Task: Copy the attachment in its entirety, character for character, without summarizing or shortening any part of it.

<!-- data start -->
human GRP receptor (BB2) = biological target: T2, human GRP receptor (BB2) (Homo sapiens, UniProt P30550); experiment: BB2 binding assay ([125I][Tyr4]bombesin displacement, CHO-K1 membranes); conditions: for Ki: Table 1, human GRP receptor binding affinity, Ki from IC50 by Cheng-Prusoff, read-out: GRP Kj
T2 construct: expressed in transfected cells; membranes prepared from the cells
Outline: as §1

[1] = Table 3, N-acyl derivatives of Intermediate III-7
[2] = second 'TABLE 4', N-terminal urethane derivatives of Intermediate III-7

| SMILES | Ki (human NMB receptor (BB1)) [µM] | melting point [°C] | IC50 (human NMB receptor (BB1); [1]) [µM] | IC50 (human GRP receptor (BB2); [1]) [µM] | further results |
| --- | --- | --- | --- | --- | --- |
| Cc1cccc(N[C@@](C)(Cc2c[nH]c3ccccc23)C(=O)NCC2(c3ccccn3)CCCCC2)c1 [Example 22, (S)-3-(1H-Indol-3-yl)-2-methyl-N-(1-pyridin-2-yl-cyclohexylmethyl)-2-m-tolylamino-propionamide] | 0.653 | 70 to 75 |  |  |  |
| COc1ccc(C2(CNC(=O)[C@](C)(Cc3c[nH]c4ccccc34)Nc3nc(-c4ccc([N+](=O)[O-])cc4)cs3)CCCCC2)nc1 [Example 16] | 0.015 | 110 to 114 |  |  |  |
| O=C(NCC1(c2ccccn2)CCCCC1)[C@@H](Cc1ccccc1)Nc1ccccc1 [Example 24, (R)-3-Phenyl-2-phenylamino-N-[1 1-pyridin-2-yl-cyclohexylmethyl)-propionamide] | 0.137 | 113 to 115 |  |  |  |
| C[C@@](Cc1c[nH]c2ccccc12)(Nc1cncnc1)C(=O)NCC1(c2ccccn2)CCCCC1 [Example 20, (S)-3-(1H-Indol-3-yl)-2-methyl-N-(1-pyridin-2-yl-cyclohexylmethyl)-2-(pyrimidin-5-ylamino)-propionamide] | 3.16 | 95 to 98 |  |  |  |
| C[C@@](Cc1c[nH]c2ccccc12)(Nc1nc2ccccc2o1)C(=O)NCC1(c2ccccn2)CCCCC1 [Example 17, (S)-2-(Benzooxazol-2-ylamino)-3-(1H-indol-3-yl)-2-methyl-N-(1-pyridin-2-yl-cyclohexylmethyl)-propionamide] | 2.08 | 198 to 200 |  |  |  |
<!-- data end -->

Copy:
human GRP receptor (BB2) = biological target: T2, human GRP receptor (BB2) (Homo sapiens, UniProt P30550); experiment: BB2 binding assay ([125I][Tyr4]bombesin displacement, CHO-K1 membranes); conditions: for Ki: Table 1, human GRP receptor binding affinity, Ki from IC50 by Cheng-Prusoff, read-out: GRP Kj
T2 construct: expressed in transfected cells; membranes prepared from the cells
Outline: as §1

[1] = Table 3, N-acyl derivatives of Intermediate III-7
[2] = second 'TABLE 4', N-terminal urethane derivatives of Intermediate III-7

| SMILES | Ki (human NMB receptor (BB1)) [µM] | melting point [°C] | IC50 (human NMB receptor (BB1); [1]) [µM] | IC50 (human GRP receptor (BB2); [1]) [µM] | further results |
| --- | --- | --- | --- | --- | --- |
| Cc1cccc(N[C@@](C)(Cc2c[nH]c3ccccc23)C(=O)NCC2(c3ccccn3)CCCCC2)c1 [Example 22, (S)-3-(1H-Indol-3-yl)-2-methyl-N-(1-pyridin-2-yl-cyclohexylmethyl)-2-m-tolylamino-propionamide] | 0.653 | 70 to 75 |  |  |  |
| COc1ccc(C2(CNC(=O)[C@](C)(Cc3c[nH]c4ccccc34)Nc3nc(-c4ccc([N+](=O)[O-])cc4)cs3)CCCCC2)nc1 [Example 16] | 0.015 | 110 to 114 |  |  |  |
| O=C(NCC1(c2ccccn2)CCCCC1)[C@@H](Cc1ccccc1)Nc1ccccc1 [Example 24, (R)-3-Phenyl-2-phenylamino-N-[1 1-pyridin-2-yl-cyclohexylmethyl)-propionamide] | 0.137 | 113 to 115 |  |  |  |
| C[C@@](Cc1c[nH]c2ccccc12)(Nc1cncnc1)C(=O)NCC1(c2ccccn2)CCCCC1 [Example 20, (S)-3-(1H-Indol-3-yl)-2-methyl-N-(1-pyridin-2-yl-cyclohexylmethyl)-2-(pyrimidin-5-ylamino)-propionamide] | 3.16 | 95 to 98 |  |  |  |
| C[C@@](Cc1c[nH]c2ccccc12)(Nc1nc2ccccc2o1)C(=O)NCC1(c2ccccn2)CCCCC1 [Example 17, (S)-2-(Benzooxazol-2-ylamino)-3-(1H-indol-3-yl)-2-methyl-N-(1-pyridin-2-yl-cyclohexylmethyl)-propionamide] | 2.08 | 198 to 200 |  |  |  |